This week, reports warned that some of the country's largest care home providers may be at risk of financial collapse as a result of the government's recent increase in the minimum wage. Sadly this didn't come as a surprise, since it's widely known both that social care providers are chronically under-funded and carers are chronically under-paid.
But the warnings did offer a timely reminder of the larger crisis facing social care, of which staffing costs are just the tip of the iceberg.
In many ways this crisis is rooted in the artificial dividing line drawn between health care, which is financed by protected government funding, provided universally and free at the point of use, and social care, which is provided by cash-starved local authorities and is heavily rationed and means tested.
Moreover, arbitrary distinction between health needs and social needs means that access to care in later life is all too often determined by what might crudely be described as a disease lottery.
If you fall ill with cancer, your care will be provided by the NHS free of charge. But if you suffer from dementia then responsibility will fall to the social care sector, where you'll be expected to pay as much as you can possibly afford. This hardly seems fair in a society in which we expect - and rightly so - that care should be provided on the basis of need, not ability to pay.
But as the government knows, local authorities' budgets - within which social care funding is not ring-fenced - have been so severely cut back that restricting access to state-funded care has often been the only way of making ends meet. As this week's reports confirmed, the challenge of funding adequate care for those who need it is especially acute when combined with a requirement to pay carers a decent wage.
My own local authority, Islington Council, will by next year have seen its funding cut in half since the Tories took office. To its credit the council has maintained its commitment to ensure that carers are paid the London Living Wage, but this has inevitably meant that some very difficult decisions have had to be made elsewhere.
Last year the National Audit Office reported that, in the first three years of the coalition government, three quarters of the fall in spending on adult social care was achieved by reducing the amount of care provided. In 2005, 47% of councils provided social care only to those with needs classed as "substantial" or "critical". The proportion today is 90%, and the number of people getting state-funded social care has fallen by around 400,000.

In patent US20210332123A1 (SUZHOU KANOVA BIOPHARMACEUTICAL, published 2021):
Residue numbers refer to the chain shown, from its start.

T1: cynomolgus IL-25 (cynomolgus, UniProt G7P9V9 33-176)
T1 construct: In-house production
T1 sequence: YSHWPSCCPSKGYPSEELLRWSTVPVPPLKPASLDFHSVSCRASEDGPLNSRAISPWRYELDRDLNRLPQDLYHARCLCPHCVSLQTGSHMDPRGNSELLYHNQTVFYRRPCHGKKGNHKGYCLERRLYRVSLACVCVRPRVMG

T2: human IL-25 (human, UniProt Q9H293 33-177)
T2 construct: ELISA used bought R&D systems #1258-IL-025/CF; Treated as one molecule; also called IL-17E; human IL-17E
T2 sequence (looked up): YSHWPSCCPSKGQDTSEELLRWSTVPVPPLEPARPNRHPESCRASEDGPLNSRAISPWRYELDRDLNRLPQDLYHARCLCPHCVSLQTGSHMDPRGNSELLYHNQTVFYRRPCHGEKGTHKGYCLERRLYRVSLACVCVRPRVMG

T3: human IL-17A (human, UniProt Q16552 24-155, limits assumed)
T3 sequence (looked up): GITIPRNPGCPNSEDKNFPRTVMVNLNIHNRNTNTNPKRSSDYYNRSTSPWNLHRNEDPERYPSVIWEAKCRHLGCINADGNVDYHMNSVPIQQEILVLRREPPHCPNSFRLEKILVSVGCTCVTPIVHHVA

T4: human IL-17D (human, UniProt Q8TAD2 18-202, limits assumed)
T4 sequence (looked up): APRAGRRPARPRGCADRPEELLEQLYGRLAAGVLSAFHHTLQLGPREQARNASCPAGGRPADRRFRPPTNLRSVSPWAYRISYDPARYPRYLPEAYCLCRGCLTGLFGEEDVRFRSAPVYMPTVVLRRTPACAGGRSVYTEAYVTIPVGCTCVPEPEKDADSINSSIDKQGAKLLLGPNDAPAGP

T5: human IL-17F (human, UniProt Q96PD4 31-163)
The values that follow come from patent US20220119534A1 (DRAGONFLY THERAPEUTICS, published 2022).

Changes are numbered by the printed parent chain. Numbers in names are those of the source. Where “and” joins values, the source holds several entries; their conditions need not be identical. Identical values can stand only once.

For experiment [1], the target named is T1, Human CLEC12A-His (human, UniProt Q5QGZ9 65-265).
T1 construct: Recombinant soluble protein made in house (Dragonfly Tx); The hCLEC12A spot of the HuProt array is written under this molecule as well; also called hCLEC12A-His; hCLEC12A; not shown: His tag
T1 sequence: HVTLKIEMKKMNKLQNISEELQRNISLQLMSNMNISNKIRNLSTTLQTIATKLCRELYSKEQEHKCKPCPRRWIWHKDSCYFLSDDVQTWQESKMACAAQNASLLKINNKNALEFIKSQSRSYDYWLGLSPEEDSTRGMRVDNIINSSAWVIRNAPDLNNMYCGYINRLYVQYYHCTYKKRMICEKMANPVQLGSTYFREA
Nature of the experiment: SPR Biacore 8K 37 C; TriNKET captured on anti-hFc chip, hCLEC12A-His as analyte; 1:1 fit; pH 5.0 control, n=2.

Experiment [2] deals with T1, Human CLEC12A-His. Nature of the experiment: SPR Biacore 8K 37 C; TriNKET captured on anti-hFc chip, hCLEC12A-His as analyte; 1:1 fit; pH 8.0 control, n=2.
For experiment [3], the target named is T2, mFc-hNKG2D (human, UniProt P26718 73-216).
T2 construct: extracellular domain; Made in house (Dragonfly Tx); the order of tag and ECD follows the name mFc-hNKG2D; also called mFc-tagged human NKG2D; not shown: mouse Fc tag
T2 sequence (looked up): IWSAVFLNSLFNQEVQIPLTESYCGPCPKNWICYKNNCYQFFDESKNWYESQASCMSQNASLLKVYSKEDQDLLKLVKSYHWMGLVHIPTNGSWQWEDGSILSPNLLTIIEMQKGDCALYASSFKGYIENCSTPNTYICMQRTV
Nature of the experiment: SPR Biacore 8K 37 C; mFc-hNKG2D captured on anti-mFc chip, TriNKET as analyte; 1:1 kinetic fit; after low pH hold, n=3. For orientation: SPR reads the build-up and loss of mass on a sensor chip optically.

As Kate Barker, a renowned economist who chaired the independent Commission on the Future of Health and Social Care last year, recently said, "the fact is, the costs of caring have to be met, either publicly or privately: they cannot simply be avoided". In other words, the obvious result of the rising demand combined with falling state funding has been a marked increase both in the number of people expected to fund their own care and the amounts they are expected to pay.
The Care Act, which was passed last year with cross-party support, sought to recognise some of the structural deficiencies in the social care system, and recognised the unacceptable burden that costs often place on elderly people and their families. The law introduced a number of new measures, including a cap of £72,000 on the amount any individual would be expected to pay for their care in the course of their lifetime.
Under the Care Act as it was passed, this was supposed to come into force in April 2016, but last month the Department of Health quietly announced that its implementation will now be delayed until 2020.
Some of the rhetoric thrown about by the Tories when the legislation was passed seemed hyperbolic at the time. Now it just seems ridiculous. Jeremy Hunt promised "the most comprehensive reform of social care legislation in more than 60 years", in which the Tories had realised "a vision that was talked of for 13 years by the previous government and actioned in three by this one."
How ironic that, having then given himself two years to prepare for the introduction of his Act's most significant reforms, Jeremy Hunt has now backed off, insisting that he needs another four.
As I'm sure everyone would agree, carers who do the difficult job of looking after the elderly and vulnerable deserve to be paid a decent wage that they can actually live on. They deserve more than just words. And the hundreds of thousands of families who struggle with the crippling burden of providing care to their loved ones deserved more than yet another broken promise.